In this paper, we present the surgical technique of separate vertical wiring (SVW) through cannulated screws combined with bilateral suture anchor girdle (BSAG) fixation in IPFPs. Moreover, we compared the biomechanical and clinical outcomes of anterior tension band wiring (ATBW) fixation and SVW-BSAG fixation techniques. It has been proven that the SVW-BSAG technique is a simple and reliable method for IPFP fixation.
Material and methods
A retrospective cohort study was performed using data derived from the Shanghai Yangpu Hospital and Tongji Hospital databases after being reviewed and approved by the ethics committee of the hospital (LL-2021-WSJ-007). IPFP-injured patients aged 18 years or older who underwent operative treatment in these two hospitals from January 2016 to December 2021 were included in this study. With economic conditions permitting, patients were randomly assigned to the ATBW group or the SVW-BSAG group. Due to financial difficulties, three patients undergoing fixation with the Krackow-Bunnell weave technique were excluded. Patients with open fractures or concomitant fractures (n = 2), those who were lost to follow-up at 6 months (n = 3), those who died within 6 months postoperatively (n = 2) and those with previous fracture of the ipsilateral knee (n = 1) were also excluded. After applying the inclusion and exclusion criteria, 41 consecutive patients with IPFP injury were enrolled in this study, including 23 patients with ATBW fixation (24 to 82 years of age) and 18 patients with SVW-BSAG fixation (26–85 years of age). The demographic information of patients is shown in the Supplement.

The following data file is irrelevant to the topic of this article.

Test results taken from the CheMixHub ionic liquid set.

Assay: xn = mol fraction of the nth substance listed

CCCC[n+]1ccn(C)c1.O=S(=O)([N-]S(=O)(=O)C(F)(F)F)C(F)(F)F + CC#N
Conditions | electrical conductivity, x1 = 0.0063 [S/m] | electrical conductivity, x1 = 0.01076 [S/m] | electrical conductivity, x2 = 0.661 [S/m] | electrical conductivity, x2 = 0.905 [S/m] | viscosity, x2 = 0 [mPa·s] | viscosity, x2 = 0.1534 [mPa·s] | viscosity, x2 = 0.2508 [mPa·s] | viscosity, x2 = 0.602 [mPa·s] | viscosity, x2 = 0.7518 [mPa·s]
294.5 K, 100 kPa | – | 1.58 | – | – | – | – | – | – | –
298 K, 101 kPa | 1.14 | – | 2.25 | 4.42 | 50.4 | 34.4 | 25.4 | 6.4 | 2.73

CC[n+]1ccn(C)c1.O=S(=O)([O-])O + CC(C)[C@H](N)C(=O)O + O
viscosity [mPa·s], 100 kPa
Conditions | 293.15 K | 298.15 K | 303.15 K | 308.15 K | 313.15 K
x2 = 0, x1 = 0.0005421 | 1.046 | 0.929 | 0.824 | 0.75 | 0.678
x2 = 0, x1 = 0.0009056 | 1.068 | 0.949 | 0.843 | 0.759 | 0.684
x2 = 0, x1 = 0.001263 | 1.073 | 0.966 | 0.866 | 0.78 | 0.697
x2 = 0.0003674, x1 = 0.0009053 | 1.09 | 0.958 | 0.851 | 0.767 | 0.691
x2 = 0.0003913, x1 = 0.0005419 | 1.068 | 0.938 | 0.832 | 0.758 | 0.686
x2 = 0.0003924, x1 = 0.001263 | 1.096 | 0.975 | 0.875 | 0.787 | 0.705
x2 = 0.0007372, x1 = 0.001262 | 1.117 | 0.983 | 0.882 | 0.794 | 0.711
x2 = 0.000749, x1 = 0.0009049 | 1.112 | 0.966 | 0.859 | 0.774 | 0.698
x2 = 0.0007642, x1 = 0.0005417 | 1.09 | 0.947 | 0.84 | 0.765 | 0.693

Operative techniques and postoperative rehabilitation
Patients were placed supine on the operating table. After anesthesia, routine disinfection and preparation of towels were performed. The midline skin incision approach of the patella was used in all patients to expose the whole patella. After eliminating the clots and periosteum in the fracture gap, reduction in fragments was performed under direct vision.
In the ATBW group, two guide pins were inserted in parallel into the patella and perpendicularly across the fracture. The position of the guide pin was adjusted according to the anteroposterior and lateral C-arm radiographs until the position of the pin was satisfactory. Cannulated screws were inserted along with the guide pin, and then a cable or wire was fixed as a figure-of-8 tension band through the cannulated screws.
In the SVW-BSAG group, a single guide pin was inserted into the patella along the long axis of the patella and perpendicularly across the fracture. The position of the guide pin was adjusted according to the anteroposterior and lateral C-arm radiographs until the position of the pin was satisfactory. After a cannulated screw was inserted along the guide pin, a cable was separated by vertical wiring through the cannulated screw (Fig. 1A–B).